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CDC - Cancer Cluster archived website note

Historical Document

This document is provided by the National Center for Environmental Health ONLY as an historical reference for the public health community. It is no longer being maintained and the data it contains may no longer be current and/or accurate.

For current information about cancer clusters, please visit

What are polychlorinated biphenyls (PCBs)?

PCBs are mixtures of up to 209 individual chlorinated compounds (known as congeners). There are no known natural sources of PCBs. PCBs are oily liquids or solids that are colorless to light yellow. Some PCBs can exist as a vapor in air. PCBs have no smell or taste. Many commercial PCB mixtures are known in the United States by the trade name Aroclor.

PCBs have been used as coolants and lubricants in transformers, capacitors, and other electrical equipment because they do not burn easily and are good insulators. The manufacture of PCBs was stopped in the United States in 1977 because of evidence they build up in the environment and can cause health problems. Products made before 1977 that may contain PCBs include old fluorescent lighting fixtures and electrical devices containing PCB capacitors, and old microscope and hydraulic oils.

How do PCBs enter the environment?

PCBs entered the air, water, and soil during their manufacture, use, and disposal; from accidental spills and leaks during their transport; and from leaks or fires in products containing PCBs.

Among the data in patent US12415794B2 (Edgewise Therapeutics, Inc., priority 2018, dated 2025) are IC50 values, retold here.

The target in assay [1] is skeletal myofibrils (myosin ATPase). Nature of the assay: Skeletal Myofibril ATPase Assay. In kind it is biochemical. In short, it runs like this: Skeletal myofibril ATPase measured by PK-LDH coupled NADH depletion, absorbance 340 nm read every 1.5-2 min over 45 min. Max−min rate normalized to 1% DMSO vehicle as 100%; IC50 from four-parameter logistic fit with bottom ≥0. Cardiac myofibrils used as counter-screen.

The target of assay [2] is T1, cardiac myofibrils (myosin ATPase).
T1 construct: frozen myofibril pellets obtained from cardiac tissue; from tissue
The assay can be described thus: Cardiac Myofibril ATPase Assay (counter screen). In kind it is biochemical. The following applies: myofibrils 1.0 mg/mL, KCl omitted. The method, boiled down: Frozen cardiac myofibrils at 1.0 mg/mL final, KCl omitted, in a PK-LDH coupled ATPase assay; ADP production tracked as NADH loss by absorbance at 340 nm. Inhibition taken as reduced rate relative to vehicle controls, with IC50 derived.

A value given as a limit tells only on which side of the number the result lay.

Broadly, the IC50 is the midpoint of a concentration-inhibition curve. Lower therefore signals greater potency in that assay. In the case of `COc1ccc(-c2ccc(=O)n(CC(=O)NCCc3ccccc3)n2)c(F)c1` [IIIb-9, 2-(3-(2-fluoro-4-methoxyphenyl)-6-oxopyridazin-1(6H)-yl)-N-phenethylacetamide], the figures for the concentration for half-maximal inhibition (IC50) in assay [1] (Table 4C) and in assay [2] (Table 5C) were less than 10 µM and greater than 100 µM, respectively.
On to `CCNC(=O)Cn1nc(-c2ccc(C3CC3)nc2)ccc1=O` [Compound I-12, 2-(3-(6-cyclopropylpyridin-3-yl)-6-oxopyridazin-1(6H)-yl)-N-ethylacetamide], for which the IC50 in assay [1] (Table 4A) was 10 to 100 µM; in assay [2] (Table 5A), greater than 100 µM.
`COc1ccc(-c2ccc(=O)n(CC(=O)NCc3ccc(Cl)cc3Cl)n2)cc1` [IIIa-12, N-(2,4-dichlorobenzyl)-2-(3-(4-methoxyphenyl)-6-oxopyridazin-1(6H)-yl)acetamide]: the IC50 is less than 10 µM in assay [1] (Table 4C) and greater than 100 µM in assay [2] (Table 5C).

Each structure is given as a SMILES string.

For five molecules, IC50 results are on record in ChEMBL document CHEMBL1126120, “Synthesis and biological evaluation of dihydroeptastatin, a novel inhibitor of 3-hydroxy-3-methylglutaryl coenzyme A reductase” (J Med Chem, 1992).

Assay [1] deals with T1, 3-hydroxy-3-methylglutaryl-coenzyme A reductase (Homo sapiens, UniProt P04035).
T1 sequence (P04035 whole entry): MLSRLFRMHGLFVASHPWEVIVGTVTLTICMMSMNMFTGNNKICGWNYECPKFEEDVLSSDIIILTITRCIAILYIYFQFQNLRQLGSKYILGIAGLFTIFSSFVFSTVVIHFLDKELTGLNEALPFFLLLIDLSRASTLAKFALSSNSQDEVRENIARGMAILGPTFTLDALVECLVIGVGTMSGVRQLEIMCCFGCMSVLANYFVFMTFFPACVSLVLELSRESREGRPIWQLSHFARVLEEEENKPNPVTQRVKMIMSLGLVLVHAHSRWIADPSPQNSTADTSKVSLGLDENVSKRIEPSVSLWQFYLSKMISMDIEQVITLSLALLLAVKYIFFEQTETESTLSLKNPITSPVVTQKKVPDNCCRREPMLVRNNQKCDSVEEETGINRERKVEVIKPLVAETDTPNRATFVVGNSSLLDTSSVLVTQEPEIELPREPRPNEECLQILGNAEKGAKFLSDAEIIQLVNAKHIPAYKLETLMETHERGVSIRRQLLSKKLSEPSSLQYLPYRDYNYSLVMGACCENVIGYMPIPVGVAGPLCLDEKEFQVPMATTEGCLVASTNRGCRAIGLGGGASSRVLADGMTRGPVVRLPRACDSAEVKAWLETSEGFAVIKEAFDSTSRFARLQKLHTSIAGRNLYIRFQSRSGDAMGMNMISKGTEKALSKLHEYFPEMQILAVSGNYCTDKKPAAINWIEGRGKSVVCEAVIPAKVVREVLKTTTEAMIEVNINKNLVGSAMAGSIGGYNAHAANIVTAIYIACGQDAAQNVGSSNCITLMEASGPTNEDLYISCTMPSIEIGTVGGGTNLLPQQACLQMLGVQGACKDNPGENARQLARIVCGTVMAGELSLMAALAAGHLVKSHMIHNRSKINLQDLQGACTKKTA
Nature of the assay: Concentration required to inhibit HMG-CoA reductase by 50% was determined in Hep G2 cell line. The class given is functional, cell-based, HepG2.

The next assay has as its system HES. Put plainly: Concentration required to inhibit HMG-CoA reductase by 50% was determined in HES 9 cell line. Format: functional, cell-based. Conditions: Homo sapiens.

PCBs still can be released to the environment from hazardous waste sites; illegal or improper disposal of industrial wastes and consumer products; leaks from old electrical transformers containing PCBs; and burning of some wastes in incinerators.

What happens to PCBs when they enter the environment?

PCBs do not easily break down in the environment, so they may remain there for a long time. PCBs can travel long distances in the air to areas far away from where they were released. In water, a small amount of PCBs may remain dissolved, but most stick to organic particles and bottom sediments. PCBs also attach strongly to soil. Small organisms and fish take up PCBs in water. Other animals take up PCBs when they eat these aquatic animals. PCBs accumulate in fish and marine mammals, reaching levels that may be many thousands of times higher than in water.

How can people be exposed to PCBs?

  • Breathing air that contains PCBs.
  • Eating food or drinking water that contains PCBs.

Can exposure to PCBs make people sick?

Probably not. In people exposed to large amounts of PCBs, the most common health problems are skin conditions such as acne and other rashes. Some exposed workers had changes in blood and urine that may indicate liver damage. In most people, PCB exposure probably will not cause skin and liver problems.

Animals that ate food containing large amounts of PCBs for short periods of time had mild liver damage, and some died. Animals that ate smaller amounts of PCBs in food over several weeks or months developed various kinds of health problems, including anemia; acne-like skin conditions; and liver, stomach, and thyroid gland problems. Other effects of PCBs in animals include changes in the immune system, changes in behavior, and reproduction problems. PCBs are not known to cause birth defects.

Can PCBs cause cancer?

PCBs probably cause cancer. Only a few studies of workers associated PCBs with certain kinds of cancer in humans, such as cancer of the liver and biliary tract. Lab rats that ate food with high levels of PCBs for 2 years developed liver cancer.

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